Treason

A 17th-century illustration of Guy Fawkes. Fawkes tried to assassinate James I of England. He failed and was convicted of treason and sentenced to be hanged, drawn and quartered.

In law, treason is criminal disloyalty, typically to the state. It is a crime that covers some of the more extreme acts against one's nation or sovereign. This usually includes things such as participating in a war against one's native country, attempting to overthrow its government, spying on its military, its diplomats, or its secret services for a hostile and foreign power, or attempting to kill its head of state. A person who commits treason is known in law as a traitor.[1]

Historically, in common law countries, treason also covered the murder of specific social superiors, such as the murder of a husband by his wife or that of a master by his servant. Treason against the king was known as high treason and treason against a lesser superior was petty treason. As jurisdictions around the world abolished petty treason, "treason" came to refer to what was historically known as high treason.

At times, the term traitor has been used as a political epithet, regardless of any verifiable treasonable action. In a civil war or insurrection, the winners may deem the losers to be traitors. Likewise the term traitor is used in heated political discussion – typically as a slur against political dissidents, or against officials in power who are perceived as failing to act in the best interest of their constituents. In certain cases, as with the Dolchstoßlegende (Stab-in-the-back myth), the accusation of treason towards a large group of people can be a unifying political message. Treason is considered to be different and on many occasions a separate charge from "treasonable felony" in many parts of the world.

History

Cartoon depicting Václav Bělský (1818–1878), Mayor of Prague from 1863 until 1867, in charge of the city during Prussian occupation in July 1866. Some forces wanted to try him for high treason (left: "What some men wished" – "Dr. Bělský for high treason"), but he got a full confidence from the Council of Prague (right: "but what they did not expect" – "address of confidence from the city of Prague").

In English law, high treason was punishable by being hanged, drawn and quartered (men) or burnt at the stake (women), although beheading could be substituted by royal command (usually for royalty and nobility). Those penalties were abolished in 1814, 1790 and 1973 respectively. The penalty was used by later monarchs against people who could reasonably be called traitors. Many of them would now just be considered dissidents.[2]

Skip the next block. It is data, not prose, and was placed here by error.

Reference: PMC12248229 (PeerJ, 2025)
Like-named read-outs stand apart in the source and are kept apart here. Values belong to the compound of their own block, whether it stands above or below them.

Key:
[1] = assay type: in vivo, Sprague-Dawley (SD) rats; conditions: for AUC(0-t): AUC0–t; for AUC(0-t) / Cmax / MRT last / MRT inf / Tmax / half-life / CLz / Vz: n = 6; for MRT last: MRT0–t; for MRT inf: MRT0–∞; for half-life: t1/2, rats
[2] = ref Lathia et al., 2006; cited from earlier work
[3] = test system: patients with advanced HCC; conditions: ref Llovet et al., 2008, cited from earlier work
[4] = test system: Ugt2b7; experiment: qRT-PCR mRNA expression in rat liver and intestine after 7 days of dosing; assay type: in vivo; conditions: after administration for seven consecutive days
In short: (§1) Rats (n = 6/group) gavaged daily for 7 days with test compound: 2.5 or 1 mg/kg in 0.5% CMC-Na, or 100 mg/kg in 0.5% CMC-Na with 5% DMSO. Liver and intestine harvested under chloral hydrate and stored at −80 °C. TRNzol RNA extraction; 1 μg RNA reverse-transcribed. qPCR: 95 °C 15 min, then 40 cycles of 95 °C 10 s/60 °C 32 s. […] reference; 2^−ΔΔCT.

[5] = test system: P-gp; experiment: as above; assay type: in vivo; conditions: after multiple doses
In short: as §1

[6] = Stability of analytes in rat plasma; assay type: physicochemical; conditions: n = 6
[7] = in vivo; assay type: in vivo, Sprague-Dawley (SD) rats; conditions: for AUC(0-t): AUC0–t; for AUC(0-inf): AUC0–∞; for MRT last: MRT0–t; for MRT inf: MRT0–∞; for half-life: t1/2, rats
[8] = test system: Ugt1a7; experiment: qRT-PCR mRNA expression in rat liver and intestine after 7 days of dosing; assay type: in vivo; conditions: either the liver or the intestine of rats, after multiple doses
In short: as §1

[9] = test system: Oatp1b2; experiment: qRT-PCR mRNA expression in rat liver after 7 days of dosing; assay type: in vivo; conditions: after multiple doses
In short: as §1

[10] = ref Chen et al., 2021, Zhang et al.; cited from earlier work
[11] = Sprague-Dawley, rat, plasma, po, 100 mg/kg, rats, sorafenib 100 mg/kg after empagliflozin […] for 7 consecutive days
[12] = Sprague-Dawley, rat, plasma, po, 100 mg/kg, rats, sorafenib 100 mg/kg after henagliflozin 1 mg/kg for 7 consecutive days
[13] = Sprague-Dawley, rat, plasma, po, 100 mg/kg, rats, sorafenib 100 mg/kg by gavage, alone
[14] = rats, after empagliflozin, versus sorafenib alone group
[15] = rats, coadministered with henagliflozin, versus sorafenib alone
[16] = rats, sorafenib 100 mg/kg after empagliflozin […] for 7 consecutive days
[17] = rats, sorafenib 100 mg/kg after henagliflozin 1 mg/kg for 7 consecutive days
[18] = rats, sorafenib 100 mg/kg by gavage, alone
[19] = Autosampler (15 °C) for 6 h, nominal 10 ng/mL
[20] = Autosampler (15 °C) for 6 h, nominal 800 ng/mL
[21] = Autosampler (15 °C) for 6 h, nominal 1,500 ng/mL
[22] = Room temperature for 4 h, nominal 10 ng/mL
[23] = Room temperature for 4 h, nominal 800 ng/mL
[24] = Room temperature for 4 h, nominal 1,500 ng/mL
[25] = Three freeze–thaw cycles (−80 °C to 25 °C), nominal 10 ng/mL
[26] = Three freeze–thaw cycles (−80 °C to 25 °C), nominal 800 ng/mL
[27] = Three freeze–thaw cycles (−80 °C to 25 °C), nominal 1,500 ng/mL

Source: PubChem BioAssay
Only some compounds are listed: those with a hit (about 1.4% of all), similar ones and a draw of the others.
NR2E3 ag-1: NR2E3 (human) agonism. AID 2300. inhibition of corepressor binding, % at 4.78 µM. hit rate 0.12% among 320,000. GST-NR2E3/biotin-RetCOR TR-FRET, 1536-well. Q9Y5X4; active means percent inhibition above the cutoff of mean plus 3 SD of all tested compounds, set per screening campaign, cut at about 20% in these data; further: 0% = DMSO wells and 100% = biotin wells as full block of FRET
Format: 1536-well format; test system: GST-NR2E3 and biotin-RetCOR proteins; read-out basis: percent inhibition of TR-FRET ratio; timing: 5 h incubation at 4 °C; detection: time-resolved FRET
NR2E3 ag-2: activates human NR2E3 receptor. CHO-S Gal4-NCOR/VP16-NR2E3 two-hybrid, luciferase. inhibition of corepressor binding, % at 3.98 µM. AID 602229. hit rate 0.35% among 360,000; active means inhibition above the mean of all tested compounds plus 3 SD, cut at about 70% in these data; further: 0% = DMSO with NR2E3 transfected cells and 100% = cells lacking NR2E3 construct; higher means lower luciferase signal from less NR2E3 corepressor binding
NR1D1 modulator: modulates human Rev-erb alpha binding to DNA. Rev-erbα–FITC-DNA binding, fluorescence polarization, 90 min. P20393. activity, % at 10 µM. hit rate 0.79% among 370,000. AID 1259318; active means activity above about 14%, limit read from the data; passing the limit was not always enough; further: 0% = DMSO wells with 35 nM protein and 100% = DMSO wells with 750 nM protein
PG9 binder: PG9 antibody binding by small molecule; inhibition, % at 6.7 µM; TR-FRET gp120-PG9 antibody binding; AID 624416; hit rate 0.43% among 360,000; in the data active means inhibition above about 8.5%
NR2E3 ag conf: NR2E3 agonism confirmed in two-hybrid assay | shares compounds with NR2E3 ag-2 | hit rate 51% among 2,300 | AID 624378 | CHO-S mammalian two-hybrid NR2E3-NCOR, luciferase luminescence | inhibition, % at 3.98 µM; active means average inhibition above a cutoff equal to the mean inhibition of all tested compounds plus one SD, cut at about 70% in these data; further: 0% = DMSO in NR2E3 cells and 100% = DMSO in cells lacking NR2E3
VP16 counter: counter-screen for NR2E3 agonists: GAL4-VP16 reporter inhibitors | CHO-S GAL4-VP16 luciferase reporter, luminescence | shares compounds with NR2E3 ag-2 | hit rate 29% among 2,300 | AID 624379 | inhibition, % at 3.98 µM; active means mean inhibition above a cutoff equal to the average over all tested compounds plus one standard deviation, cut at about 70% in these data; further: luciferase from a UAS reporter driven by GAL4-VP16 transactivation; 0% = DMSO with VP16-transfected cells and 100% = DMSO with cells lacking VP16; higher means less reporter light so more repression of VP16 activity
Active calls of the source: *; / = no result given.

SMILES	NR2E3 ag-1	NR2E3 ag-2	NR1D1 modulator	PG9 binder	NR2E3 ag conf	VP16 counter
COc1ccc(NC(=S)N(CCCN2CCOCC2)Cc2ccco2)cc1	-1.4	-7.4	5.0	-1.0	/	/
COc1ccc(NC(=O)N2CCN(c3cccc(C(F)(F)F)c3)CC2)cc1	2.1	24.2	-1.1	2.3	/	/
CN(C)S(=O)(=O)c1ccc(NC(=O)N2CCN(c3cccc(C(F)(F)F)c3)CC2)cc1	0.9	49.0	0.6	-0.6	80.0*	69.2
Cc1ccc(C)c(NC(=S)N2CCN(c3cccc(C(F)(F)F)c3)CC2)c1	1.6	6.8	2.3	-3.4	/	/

Christian theology and political thinking until after the Enlightenment considered treason and blasphemy as synonymous, as it challenged both the state and the will of God. Kings were considered chosen by God,[3] and to betray one's country was to do the work of Satan.[citation needed]

The words "treason" and "traitor" are derived from the Latin tradere, to deliver or hand over.[4] Specifically, it is derived from the term "Traditors". which refers to bishops and other Christians who turned over sacred scriptures or betrayed their fellow Christians to the Roman authorities under threat of persecution, during the Diocletianic Persecution between AD 303 and 305.

Originally, the crime of treason was conceived of as being committed against the Monarch; a subject failing in his duty of loyalty to the Sovereign and acting against the Sovereign was deemed to be a traitor. As asserted in the 18th Century trial of Johann Friedrich Struensee in Denmark, a man having sexual relations with a Queen can be considered guilty not only of ordinary adultery but also of treason against her husband, the King.

The English Revolution in the 17th Century and the French Revolution in the 18th introduced a radically different concept of loyalty and treason, under which Sovereignty resides with "The Nation" or "The People" - to whom also the Monarch has a duty of loyalty, and for failing which the Monarch, too, could be accused of treason. Charles I in England and Louis XVI in France were found guilty of such treason and duly executed. However, when Charles II was restored to his throne, he considered the revolutionaries who sentenced his father to death as having been traitors in the more traditional sense.

In modern times, "traitor" and "treason" are mainly used with reference to a person helping an enemy in time of war or conflict.

Many nations' laws mention various types of treason. "Crimes Related to Insurrection" is the internal treason, and may include a coup d'état. "Crimes Related to Foreign Aggression" is the treason of cooperating with foreign aggression positively regardless of the national inside and outside. "Crimes Related to inducement of Foreign Aggression" is the crime of communicating with aliens secretly to cause foreign aggression or menace. Depending on a country, conspiracy is added to these.